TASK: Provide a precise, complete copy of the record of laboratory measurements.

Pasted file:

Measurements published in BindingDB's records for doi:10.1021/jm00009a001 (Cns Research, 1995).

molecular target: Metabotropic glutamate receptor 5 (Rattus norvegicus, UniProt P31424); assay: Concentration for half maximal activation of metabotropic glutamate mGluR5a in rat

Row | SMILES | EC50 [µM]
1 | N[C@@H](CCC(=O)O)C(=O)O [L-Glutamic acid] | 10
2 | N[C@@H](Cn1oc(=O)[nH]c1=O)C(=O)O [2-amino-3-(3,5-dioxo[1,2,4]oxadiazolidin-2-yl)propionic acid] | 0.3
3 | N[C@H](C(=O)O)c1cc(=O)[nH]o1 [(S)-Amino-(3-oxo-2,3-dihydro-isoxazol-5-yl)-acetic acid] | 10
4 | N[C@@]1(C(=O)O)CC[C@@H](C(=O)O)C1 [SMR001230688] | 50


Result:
Measurements published in BindingDB's records for doi:10.1021/jm00009a001 (Cns Research, 1995).

molecular target: Metabotropic glutamate receptor 5 (Rattus norvegicus, UniProt P31424); assay: Concentration for half maximal activation of metabotropic glutamate mGluR5a in rat

Row | SMILES | EC50 [µM]
1 | N[C@@H](CCC(=O)O)C(=O)O [L-Glutamic acid] | 10
2 | N[C@@H](Cn1oc(=O)[nH]c1=O)C(=O)O [2-amino-3-(3,5-dioxo[1,2,4]oxadiazolidin-2-yl)propionic acid] | 0.3
3 | N[C@H](C(=O)O)c1cc(=O)[nH]o1 [(S)-Amino-(3-oxo-2,3-dihydro-isoxazol-5-yl)-acetic acid] | 10
4 | N[C@@]1(C(=O)O)CC[C@@H](C(=O)O)C1 [SMR001230688] | 50